“I freakin’ LOVE Joe Biden!” my roommate exclaimed, doubled over in laughter on our common room floor at 1 AM. “It’s so irrational. I know it. But all of these MEMES! They are just so great. I don’t even know that much about him”, she continued, giggling and turning her phone screen towards me, “but just LOOK at this. How could you not love this guy?!”We had been talking, as so many have been, about the implications of last week’s Presidential election. Our roommates, much like our country, are widespread in their reactions. Some have been outwardly angry, others despairingly sad. The silence of a few has hinted at their quiet elation, while others have chosen silence as their path of least resistance. Being a week out from the decision, tensions in the room had started to simmer (it is amazing how quickly we normalize, isn’t it?). But in a quiet moment between the two of us, we found ourselves revisiting our initial reactions and processing those of our friends. For the most part, the conversation had been pretty somber, as we had yet to discuss one-on-one where our heads were at. So this moment of meme-induced elation, though small, felt an uplifting transition out of a heavy conversation–a nice distraction to leave off on so we could ease our minds enough to sleep.
It has been just over a week since we elected Republican nominee Donald Trump as our next #POTUS. The result of one of the most divisive elections in US history has sparked widespread civil unrest, with an immediate spike in hate crimes and both peaceful and violent protests nationwide. Regardless of personal opinion, the election has objectively highlighted a pressing divide in values across almost all American communities.
In the wake of such division, our country has begun to reconcile through the same vehicle that arguably got us here in the first place: social media. Though each of the past three elections have been dubbed the “first” social media election, the past two pale in comparison to 2016’s media-centered circus. Expectedly, its importance has increased tenfold post election day.
The divisiveness of the election posed a difficult problem for social media influencers. Any post poking fun at one candidate or the other could spark controversial conversations in the comments from both sides. Supermodel Bella Hadid, for example, posted the above photo of Hillary Clinton to her Instagram account post-election to indicate her continued support for the candidate. She did so, however, while disabling the ability of her 7.5 million followers to comment on the picture. For many on social media, especially those with large followings, the political commentary had become too destructive to encourage an open dialogue.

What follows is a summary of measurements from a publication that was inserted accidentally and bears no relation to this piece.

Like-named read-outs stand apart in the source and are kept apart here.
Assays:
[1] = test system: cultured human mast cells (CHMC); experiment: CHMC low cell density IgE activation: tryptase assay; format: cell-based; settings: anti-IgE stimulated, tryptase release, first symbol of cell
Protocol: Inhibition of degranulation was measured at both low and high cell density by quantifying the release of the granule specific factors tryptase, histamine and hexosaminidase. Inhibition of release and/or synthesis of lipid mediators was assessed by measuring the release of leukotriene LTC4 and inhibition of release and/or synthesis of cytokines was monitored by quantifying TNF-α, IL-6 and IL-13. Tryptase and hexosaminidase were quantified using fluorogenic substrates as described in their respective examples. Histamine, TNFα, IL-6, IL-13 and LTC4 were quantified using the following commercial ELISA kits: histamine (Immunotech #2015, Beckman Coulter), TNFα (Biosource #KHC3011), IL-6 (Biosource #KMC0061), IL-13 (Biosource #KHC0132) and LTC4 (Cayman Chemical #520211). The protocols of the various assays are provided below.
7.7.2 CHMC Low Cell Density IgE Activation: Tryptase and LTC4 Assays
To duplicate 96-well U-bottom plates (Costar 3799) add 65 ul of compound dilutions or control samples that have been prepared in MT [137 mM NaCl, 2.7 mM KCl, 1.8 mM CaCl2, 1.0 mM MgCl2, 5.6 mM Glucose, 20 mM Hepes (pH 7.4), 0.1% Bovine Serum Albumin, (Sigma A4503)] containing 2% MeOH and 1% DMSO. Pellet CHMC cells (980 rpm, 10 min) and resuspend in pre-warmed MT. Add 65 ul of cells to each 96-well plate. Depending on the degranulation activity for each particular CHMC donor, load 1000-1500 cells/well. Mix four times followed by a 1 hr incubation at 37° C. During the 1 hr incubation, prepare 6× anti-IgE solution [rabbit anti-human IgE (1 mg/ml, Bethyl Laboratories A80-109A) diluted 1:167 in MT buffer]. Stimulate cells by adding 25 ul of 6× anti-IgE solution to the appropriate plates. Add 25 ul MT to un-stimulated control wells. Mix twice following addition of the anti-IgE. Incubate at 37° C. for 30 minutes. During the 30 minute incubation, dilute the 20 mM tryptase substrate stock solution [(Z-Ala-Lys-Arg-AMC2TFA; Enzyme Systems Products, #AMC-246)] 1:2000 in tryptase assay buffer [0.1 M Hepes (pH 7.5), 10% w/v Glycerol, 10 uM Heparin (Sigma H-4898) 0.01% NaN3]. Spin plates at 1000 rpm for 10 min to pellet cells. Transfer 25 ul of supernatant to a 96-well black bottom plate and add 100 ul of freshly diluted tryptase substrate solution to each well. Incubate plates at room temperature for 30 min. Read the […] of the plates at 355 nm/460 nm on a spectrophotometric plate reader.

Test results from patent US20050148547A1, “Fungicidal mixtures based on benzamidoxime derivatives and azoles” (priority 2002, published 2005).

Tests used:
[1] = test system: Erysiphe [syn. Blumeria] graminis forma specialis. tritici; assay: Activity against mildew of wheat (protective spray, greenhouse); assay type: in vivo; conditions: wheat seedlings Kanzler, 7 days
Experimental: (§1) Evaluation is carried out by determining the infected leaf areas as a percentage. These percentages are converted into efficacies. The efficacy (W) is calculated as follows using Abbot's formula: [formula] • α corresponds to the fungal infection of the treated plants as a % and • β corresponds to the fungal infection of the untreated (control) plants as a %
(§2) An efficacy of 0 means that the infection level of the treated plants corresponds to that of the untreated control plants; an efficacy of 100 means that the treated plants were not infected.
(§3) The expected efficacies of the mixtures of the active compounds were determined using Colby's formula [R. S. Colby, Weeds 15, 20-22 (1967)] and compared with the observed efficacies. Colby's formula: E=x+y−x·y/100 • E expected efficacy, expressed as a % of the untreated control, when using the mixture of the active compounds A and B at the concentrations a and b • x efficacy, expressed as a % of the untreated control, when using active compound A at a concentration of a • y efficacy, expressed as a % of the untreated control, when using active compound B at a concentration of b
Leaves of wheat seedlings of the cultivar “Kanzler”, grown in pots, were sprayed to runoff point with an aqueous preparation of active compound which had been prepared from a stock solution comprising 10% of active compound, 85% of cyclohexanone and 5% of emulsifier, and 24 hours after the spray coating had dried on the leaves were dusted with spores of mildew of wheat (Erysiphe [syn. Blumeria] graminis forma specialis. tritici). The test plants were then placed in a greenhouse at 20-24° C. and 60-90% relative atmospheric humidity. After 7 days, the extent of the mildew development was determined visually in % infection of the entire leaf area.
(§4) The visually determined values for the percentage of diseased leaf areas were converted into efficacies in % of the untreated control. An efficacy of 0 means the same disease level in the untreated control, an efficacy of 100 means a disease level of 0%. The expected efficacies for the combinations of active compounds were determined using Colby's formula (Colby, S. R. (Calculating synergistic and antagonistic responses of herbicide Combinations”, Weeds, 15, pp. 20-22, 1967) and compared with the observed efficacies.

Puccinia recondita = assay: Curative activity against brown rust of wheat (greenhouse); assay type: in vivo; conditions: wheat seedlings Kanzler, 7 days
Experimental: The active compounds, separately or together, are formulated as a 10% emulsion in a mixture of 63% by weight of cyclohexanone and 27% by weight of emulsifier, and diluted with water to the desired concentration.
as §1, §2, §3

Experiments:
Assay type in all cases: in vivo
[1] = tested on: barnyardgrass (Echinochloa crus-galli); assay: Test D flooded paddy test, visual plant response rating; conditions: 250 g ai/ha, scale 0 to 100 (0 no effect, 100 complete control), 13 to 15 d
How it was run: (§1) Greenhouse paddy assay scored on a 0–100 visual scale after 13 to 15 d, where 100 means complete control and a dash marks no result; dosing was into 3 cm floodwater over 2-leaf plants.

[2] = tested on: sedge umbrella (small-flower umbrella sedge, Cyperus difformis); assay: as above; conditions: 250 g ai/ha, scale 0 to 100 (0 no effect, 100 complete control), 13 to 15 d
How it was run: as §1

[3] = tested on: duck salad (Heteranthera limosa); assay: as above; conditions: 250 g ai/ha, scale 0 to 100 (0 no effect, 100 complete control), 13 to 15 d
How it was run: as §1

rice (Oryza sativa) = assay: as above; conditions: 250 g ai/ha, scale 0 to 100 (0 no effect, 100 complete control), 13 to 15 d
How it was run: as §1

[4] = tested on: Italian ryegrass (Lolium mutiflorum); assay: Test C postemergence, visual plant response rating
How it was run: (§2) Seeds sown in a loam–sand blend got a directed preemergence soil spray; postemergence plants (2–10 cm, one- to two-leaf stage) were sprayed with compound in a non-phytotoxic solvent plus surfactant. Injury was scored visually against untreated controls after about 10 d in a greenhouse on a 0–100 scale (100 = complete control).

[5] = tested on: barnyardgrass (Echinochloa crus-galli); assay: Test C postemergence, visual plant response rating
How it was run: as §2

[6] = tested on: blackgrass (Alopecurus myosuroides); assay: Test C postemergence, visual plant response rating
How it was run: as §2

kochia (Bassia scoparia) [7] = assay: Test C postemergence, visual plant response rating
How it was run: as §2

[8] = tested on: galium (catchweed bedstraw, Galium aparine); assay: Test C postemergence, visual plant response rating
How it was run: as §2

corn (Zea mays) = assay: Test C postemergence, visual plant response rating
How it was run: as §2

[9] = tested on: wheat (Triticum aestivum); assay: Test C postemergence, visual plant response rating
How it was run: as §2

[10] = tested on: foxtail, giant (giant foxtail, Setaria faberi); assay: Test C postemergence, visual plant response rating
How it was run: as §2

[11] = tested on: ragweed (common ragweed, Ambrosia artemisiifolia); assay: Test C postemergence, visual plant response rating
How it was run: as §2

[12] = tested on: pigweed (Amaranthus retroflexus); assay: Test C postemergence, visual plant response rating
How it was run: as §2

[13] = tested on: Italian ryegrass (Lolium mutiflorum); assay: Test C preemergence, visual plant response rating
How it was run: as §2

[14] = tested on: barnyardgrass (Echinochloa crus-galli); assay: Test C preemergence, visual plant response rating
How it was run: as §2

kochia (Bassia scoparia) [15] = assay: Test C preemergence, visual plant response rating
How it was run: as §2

So instead of continuing the conversation, many decided merely to shift topics. Enter #BROTUS, or the internet’s latest term of endearment for the friendship of President Barack Obama and Vice President Joe Biden. The two have a famously close relationship that has been teased in the meme world for a number of years. In the wake of the election, however, the occasional Twitter tease has turned into a full-blown field day. Memes of their relationship have flooded all social media platforms, including Twitter, Instagram, and Facebook.
The typical #BROTUS meme follows a recipe somewhere along the lines of this: take a photo of Biden and Obama together, add a theoretical dialogue in which Biden proposes a childish action, and have Obama diplomatically shut him down. Often times, Biden’s proposed childish actions pertain to pranking or thwarting Donald Trump as his terms begins.
Though silly, the memes of our current President and VP seem to offer some comedic relief to those polarized by current affairs. Biden’s fantasy revenge plans resonate with those wishing Obama could sit in for a third term, and those excited for Trump’s inauguration can giggle at the goofiness of their supposed bromance. If nothing else, the humanity and togetherness expressed in the memes is a nice break from the consistently charged political posts of late. Whether these memes are true to reality or not, that’s only for Obama and Biden (and friendship bracelets) to know.
As time goes on, the differing sides can hopefully find more in common than a funny political meme or two. Increased mutual understanding is essential to resolving the issues that this election has brought to light. So ask questions. Listen intently. Read a book. Maybe even share an ice cream–I’m sure Biden would oblige.